‘X’ back apparel is commonly used in Canada, as it is a mandatory part of the CSA standards. Although not a requirement in ANSI 107 – 2015, it is still an excellent way to ensure optimal safety in worksites where the direction the worker is facing is important due to moving vehicles. Choosing apparel with a reflective ‘X’ marking on the back, and the standard ‘H’ on the front, warns oncoming vehicles which direction the worker is facing, and therefore if they need to alert the worker. This type of apparel is mostly popular among railroad and highway workers.


Parkas and Jackets

Reflective coats and parkas provide the ultimate winter warmth without sacrificing your safety. They come in a variety of offerings from basic fleece lined to wind and waterproofing to fully insulated.

Previously, there had been no method used to determine a garments level of warmth. The American National Standard for Classification of Insulating Apparel Used in Cold Work Environments (ANSI 201 – 2012) now provides a means for a garment to be classified, based on the material’s ability to keep workers warm in low temperatures, and to retain such protection throughout its expected life.

Although ANSI 201 – 2010 provides a way to measure the warmth of a garment, this certification is exclusively for thermally insulated apparel as opposed to standard safety parkas and jackets. Therefore, it is suggested first to determine the type of activities you’ll be undertaking, and then make an informed decision on which clothing is right for your work environment. Desired warmth could subsequently be achieved through singular items or layering.

Apparel with LED Lighting

If you require extra visibility, hi-vis apparel with LED lighting is another option. Standard reflective safety gear provides high visibility only when light is directed at the reflective tape. Hi-vis vests with LED lights offer added luminescence for nighttime activities and are great for parking lot attendants, event staff, and airports.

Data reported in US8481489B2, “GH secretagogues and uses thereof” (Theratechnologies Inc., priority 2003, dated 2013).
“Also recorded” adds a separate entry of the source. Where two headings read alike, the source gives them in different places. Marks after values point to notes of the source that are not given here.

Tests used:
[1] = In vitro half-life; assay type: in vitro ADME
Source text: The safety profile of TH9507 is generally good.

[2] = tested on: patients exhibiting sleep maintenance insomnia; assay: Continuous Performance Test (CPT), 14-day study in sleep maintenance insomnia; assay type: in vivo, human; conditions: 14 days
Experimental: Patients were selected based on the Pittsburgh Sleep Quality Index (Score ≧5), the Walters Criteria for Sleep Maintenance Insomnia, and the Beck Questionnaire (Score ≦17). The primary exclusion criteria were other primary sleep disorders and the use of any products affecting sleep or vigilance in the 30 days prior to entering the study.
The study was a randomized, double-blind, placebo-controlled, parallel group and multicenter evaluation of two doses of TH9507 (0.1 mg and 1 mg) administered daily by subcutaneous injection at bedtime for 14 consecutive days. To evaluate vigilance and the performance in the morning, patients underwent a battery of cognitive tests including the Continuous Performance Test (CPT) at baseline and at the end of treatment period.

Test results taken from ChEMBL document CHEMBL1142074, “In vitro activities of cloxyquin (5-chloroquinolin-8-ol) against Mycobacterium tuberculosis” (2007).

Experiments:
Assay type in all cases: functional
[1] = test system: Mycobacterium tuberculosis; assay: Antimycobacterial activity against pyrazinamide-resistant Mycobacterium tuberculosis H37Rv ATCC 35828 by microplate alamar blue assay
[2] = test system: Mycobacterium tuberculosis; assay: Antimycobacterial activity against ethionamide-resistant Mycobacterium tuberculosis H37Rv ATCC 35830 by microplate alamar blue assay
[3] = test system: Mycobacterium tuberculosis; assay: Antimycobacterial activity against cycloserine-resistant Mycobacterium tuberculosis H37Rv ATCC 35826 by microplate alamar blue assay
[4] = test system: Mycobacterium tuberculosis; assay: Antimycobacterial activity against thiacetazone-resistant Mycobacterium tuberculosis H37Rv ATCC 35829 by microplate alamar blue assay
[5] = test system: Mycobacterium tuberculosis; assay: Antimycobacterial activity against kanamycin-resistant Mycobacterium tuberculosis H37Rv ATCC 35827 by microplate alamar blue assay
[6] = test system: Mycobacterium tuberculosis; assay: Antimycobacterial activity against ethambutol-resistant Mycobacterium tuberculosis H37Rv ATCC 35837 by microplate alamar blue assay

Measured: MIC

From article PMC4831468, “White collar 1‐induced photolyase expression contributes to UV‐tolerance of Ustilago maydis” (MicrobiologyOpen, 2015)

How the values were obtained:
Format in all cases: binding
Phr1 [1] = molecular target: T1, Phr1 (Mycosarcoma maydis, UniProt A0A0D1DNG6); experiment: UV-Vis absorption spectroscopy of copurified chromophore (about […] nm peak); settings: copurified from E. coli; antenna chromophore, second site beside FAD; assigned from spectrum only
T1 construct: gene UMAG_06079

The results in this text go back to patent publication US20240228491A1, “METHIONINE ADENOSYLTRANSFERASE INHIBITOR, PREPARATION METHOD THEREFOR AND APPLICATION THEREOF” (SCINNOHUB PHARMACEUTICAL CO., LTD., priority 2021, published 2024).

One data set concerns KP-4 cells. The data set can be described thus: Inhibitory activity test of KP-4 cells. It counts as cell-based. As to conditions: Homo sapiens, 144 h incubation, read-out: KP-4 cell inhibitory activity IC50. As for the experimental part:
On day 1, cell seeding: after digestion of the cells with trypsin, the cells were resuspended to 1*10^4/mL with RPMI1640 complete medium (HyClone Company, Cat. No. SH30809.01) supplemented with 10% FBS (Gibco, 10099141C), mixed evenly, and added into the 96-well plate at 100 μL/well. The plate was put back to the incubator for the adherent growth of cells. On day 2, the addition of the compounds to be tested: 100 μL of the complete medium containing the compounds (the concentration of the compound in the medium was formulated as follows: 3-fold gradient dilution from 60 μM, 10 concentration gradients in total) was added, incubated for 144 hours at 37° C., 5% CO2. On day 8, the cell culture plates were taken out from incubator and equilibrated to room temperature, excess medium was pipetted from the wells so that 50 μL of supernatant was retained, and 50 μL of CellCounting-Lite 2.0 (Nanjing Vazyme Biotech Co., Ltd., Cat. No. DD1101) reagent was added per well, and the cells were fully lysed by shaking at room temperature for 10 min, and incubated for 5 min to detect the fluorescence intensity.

High visibility can also be incorporated into harnesses when working at height. Reflective harnesses provide increased visibility in certain situations where there may not be enough light for other workers or machine operators on the ground to see you; for example, when working on telephone poles, in tunnels or caves, or when using boom equipment.

Hi-vis vests can also be purchased with the necessary slots to fit a safety harness, thereby eliminating the situations where the harness covers the vest or the vest interferes with the correct operation of the harness.

High visibility clothing is essential in many industries, and for good reason. Choosing the right gear for your work environment cannot only reduce injuries but can save lives. Accidents happen on work sites every day, and being correctly protected is a step in the right direction. Nowadays, hi-vis garments come in a variety of designs, catering for several job environments and conditions ensuring all workers are safe in their surroundings. Hopefully now you can make the best decision on what safety apparel is right for you.